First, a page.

I don't know about you, but I am absolutely petrified of the dentists! I'm from a generation that was frog marched to see the school dentist at the local clinic, thrust into a cold dental chair, filings and extractions without numbing, and the unnecessary view of hairy nostrils! So I promised myself I would not put my children through that ordeal.
From our 'Bob' being little I used to take him with me to my dental appointments, I wanted to acclimatize him to the experience not scare the ebby jebbies out of him, so took the softly softly approach and braved it out myself. It had worked with his sister so in my naivety thought it 'worked for one it will work for the other one'. How far from the truth could it have got. Unaware at this stage about autism and ADHD, just thought he was being a 'little monkey' when he refused to open his mouth for the dentist or the time when he bite his finger. Well, I must say he's a dentist and should have known better than flaunt a digit near a four year old child's mouth! We just about managed to get him there once a year, and that was agonizing; The screams, the blatant refusal, the chasing round the surgery and trying to coax him out from under the dentist's desk! It got to a point when he used to check his teeth whilst he was upside down on my lap on a swivel chair! And when the old dentist decided to retire, OMG!
There were moments in time that the least of my worries was a trip to the dentist and I will hold my hands up we didn't necessarily meet our checkup dates! After our 'Bob's diagnosis, our lives levelled out and an acceptance that it was never going to be quite how you had dreamed of and you would just have to get on with it. The 'normality' of life had to find its place in the new version of ours, so visits to the dentist had to be dealt with head on along with everything else.
Dreading having THAT conversation where you actually have to say out loud, "He has high functioning autism.." and wait for the "Oh right.." followed by an awkward silence. Assuming you were going to have to take the lead on this and partake with all that autistic information you had soaked up like a sponge; Sharing suggested strategies, website addresses and offering leaflets that you had to do so many other times before with professionals was at the forefront of your mind!
How refreshing to hear " OK, how can we make 'Bob's visits easier?" "Tell me about his sensory issues?" "I'll talk to 'Bob' about everything we will be doing and show him the equipment and we take it all at his pace!" Had I found an angel? Was this a fluke? Am I hearing right?
True to his word our dentist took time out to get to know our 'Bob', built up trust and went at his pace. There were the odd times when we had some glitches but the difference was we were working together. Our 'Bob's dentist shows him on his high tech screen his x-rayed teeth, explains the dark patches and the light patches, why he has to have the treatment and if he didn't what the outcome would be. When he struggled with his first extraction and the huge needle used for numbing, the fact it took two appointments to actually complete the procedure did not faze the dentist at all.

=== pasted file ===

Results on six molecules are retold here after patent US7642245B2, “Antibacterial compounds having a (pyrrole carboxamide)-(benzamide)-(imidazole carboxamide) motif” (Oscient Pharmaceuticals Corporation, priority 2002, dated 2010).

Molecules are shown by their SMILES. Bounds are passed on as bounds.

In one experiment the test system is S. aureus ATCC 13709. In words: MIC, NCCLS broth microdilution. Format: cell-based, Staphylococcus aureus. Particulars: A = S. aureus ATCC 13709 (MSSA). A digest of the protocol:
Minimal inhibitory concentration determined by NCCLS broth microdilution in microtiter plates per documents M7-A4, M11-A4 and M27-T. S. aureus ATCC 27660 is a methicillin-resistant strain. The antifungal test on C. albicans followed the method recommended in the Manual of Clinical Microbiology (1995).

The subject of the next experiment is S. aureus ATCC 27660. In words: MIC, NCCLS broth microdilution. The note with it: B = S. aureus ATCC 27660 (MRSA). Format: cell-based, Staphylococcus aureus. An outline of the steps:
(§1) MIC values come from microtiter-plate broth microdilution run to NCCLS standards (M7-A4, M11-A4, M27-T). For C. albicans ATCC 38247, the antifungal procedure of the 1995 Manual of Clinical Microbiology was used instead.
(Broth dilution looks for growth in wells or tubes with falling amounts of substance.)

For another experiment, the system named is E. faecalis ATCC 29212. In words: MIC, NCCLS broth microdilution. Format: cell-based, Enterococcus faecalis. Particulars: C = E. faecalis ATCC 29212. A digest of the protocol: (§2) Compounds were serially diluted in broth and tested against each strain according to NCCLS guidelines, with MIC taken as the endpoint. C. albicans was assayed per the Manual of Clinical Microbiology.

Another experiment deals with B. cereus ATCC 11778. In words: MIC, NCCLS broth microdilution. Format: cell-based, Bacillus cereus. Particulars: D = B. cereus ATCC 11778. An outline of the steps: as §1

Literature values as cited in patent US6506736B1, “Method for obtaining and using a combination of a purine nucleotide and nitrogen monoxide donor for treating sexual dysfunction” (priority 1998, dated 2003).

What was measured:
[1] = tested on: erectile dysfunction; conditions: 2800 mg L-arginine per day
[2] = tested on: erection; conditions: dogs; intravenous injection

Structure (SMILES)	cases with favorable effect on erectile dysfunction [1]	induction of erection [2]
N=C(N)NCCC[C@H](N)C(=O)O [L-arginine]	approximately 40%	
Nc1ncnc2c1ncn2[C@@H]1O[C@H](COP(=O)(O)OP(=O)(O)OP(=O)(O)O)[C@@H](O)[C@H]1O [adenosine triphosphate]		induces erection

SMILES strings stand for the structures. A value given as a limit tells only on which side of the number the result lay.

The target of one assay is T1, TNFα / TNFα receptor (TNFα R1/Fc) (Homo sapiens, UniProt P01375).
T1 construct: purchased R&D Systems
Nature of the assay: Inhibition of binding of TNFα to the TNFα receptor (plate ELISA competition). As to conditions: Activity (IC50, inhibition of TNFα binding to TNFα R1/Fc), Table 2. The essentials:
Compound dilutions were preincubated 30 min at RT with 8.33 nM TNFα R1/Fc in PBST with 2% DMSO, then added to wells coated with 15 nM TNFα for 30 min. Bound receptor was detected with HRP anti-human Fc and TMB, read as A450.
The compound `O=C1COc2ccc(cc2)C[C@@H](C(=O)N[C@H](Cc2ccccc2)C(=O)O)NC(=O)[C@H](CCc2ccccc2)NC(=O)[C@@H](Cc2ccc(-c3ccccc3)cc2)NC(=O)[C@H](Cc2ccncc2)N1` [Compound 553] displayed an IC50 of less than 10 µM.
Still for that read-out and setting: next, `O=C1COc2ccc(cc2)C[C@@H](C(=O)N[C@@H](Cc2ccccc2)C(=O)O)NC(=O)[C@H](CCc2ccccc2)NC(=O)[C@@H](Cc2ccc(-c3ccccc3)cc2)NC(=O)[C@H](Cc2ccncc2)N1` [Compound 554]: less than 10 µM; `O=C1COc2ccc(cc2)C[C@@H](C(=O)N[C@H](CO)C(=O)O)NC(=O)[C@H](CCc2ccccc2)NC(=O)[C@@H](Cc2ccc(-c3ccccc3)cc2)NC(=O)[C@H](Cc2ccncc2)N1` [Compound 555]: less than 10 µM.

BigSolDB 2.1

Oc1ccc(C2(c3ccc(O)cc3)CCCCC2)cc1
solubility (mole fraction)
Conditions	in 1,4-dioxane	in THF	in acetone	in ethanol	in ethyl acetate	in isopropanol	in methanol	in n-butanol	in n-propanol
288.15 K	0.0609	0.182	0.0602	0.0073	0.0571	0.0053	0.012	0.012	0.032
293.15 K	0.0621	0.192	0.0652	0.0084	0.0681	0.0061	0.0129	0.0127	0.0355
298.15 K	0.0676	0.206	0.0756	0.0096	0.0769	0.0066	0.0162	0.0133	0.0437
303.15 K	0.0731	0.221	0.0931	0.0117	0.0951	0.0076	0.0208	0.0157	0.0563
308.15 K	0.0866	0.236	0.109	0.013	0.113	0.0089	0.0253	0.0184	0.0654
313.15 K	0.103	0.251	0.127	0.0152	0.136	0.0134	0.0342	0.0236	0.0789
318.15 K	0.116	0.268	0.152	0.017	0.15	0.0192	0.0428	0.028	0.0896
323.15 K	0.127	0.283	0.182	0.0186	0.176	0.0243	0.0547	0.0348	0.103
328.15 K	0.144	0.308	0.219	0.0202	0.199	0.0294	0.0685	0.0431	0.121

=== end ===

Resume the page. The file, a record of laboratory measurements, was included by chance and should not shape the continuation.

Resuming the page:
After many years struggling to understand why my children had teeth difficulties, our new dentist was the one who identified that 'Bob' and his sister had a genetic abnormality of the tooth enamel, and it had nothing to do with their dental care. Slight relief after 'Bob' spent years chewing his toothbrush and eating toothpaste, that his brushing skills weren't too bad! And it's amazing how effective a free mini toothpaste tube can be on our morning teeth cleaning routine. Though I sometimes wonder if it's the buzz he gets as he whips it from the box on the window sill as we make our hasty exit from the surgery!
Our recent extraction last Friday was another successful trip. Our 'Bob' talks the hind legs off a donkey, but the dentist seems to have the patience of a saint; he's also quite firm with 'Bob' too, and you have to be sometimes or 'Bob' will just go off on a tangent and completely railroad you. It's remarkable how 'Bob' can change the subject back to the flight path of the new Dreamliner, and how on earth you can make the comparison between it's wind speed and how quickly you can remove a tooth beggars belief!
You can so understand how parents on finding remarkable professionals just want to spirit them away, and don't want them to move on. Investments have been made in those relationships, and it makes a huge difference in the daily battles; one less can lighten the load so much for families. Our dentist might not be everyone's cup of tea, and there is nothing 'magical' about his manner, but if you could bottle his attitude and approach carry it around with you, sprinkle the fairy dust on all the professionals you meet, what a slightly less stressful life we would all lead!